11 Lone Peak Drive ● Town Center ● Big Sky, Montana ● 406-995-2939 ● Winter Hours 8am - 8pm 7 Days

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In the fly fishing world, Hardy is a true institution. The company has been in business since 1872, and is know worldwide as a historical innovator of fly fishing equipment. In the 1880s, Hardy became the first company to build hexagonal rods from bamboo. In 1891, they patented their first “Perfect” reel, a design that is basically still manufactured today. Pioneers in the fly fishing industry, their innovations have won countless awards and honors over the 140 years they’ve been in business.

Here at Grizzly Outfitters, we are thrilled to be carrying the Hardy line of fly rods and reels, including the SINTRIX series. SINTRIX fly rods are up to 60% stronger and 30% lighter than conventional carbon fiber rods. Read more about SINTRIX at Hardy’s website, and watch this poorly made video featuring Ennion Williams casting Hardy's Zenith one-piece rod.

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In Big Sky, summer is finally upon us.  The snow falling in early June has given way to deep azure skies and warmer weather.  We're thought of as a winter destination, but summertime in Big Sky in unparallelled.  There are so many activities from hiking to zip-lining.  Mountain bike out your back door.  Fish the country's most iconic rivers.  Enjoy a horseback ride or cowboy cookout with Cache Creek Outfitters.  This summer, Big Sky Resort will offer rides to the top of Lone Peak via the tram!  Disc golf, skateboard, shoot hoops, or play on the swings at one of the most scenic community parks in existence.  Dig for crystals and fossils.  White water raft or try rock climbing.  It's all right here in Big Sky.  Day trips to Yellowstone National Park are a piece of cake, and you avoid the swarm of tourists.  Yes, Big Sky is a secret summertime jewel here in the Treasure State!

This time of year, I am usually still getting my legs under me for mountain biking.  Big Sky has great trails for everyone - from first timers to experts.  Lots have easy warm ups on roads and cruisy single track finishes.  This year I am making an effort to really learn how to fly fish.  I've dabbled in it for years - first back in the Adirondcks of upstate New York, and now here.  As a younger person, I thought of it as a little boring, but considering it involved water and friends (and sometimes beer), I went anyway.  I depended on friends to help and never really caught anything.

I caught my first trout on a fly rod in late May on the Gallatin.  It was snowing and the fish was little, but it was a complete thrill!  The rush of catching a beautiful (even little) fish is immense, and I was hooked (ha ha ha).  Anyway, this summer I am lucky enough to have award winning, world-class guides right here Grizzly Outfitters.  They've been helping me to become an independant fly fisherwoman, so thanks guys!

Mountain biking is still my first love, but it always takes a few rides to regain my concentration and balance.  "Drunk Driving"  the the phenomenon when a biker wobbles their front tire around in an attempt to balance.  This is the stage I am at right now:)  My biking season started late, but it will all come together sooner or later!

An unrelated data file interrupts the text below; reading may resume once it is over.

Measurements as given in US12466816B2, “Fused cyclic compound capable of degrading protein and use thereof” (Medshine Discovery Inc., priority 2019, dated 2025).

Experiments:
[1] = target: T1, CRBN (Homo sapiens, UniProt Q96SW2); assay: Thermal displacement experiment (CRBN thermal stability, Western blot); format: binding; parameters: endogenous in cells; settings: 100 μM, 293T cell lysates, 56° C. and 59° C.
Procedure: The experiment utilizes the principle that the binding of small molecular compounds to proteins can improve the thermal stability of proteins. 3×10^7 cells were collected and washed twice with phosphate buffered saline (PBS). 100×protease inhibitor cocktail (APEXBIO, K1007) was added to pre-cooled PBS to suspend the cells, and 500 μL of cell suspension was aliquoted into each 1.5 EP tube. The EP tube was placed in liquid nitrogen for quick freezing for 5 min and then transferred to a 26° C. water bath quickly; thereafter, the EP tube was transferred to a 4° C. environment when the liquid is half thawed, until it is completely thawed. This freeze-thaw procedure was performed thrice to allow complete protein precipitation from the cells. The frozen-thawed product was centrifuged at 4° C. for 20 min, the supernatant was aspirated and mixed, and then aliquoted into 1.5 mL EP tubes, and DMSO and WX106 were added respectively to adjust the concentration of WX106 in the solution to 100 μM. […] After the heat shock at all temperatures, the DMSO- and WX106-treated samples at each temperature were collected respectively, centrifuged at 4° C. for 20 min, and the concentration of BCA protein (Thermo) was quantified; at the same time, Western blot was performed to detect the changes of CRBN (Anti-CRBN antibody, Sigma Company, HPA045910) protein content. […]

Speaking of which, we are trying to organize the return of the Grizzly Ride.  For years, we had a group ride for bikers of all levels.  Stop into the expanded bike shop or drop us a line via facebook and let us know you are interested.  Right now, we are considering a Tuesday morning ride.  What works for you?  We have some other exciting events planned for summer.....so stay tuned.  Hope your day has been beautiful!

Posted by on in Grizzly Outfitters Blog

Yesterday was a stunning, sunscreen-and-Capilene day on Lone Peak. The sun warmed the snow into fun creamy slush, commonly referred to as “corn snow’. Corn is characterized by large-grained crystals formed through repetitive melt-freeze cycles. When the temperature drops, corn snow hardens into an icy crust. As it warms, it transforms to a velvety texture that’s a dream to ski or ride.

As the temperature rises, this creamy corn can transform into dangerous slush and result in wet snow avalanches. In the most basic language, dry snow avalanches are caused when a dump overloads buried weak layers. Wet snow avalanches happen when the strength of the buried weak layers is decreased through melt.

Imagine corn snow crystals as grapes, and the vines are crystalline bonds between them. As the sun warms the snowpack, the “vines” transform into water. Now you just have a bunch of loose grapes floating in water. Add a slope and you get a wet snow avalanche, or “wet slide”. Surface tension is the property that holds molecules of the same liquid together (think raindrop). The surface tension of water will keep a slide from occurring until a certain point, when the amount of water percolating through the snowpack overpowers it.

When in the spring backcountry, beware of wet slides. The spring snowpack can transform greatly in short periods!!

At Griz, we’re still having a blast up at Big Sky Resort……BUT, we’re also pulling out our bike gear, and thinking spring. All winter clothing and last year’s spring/summer clothing is 50% OFF, and we have all sorts of deals throughout the shop.

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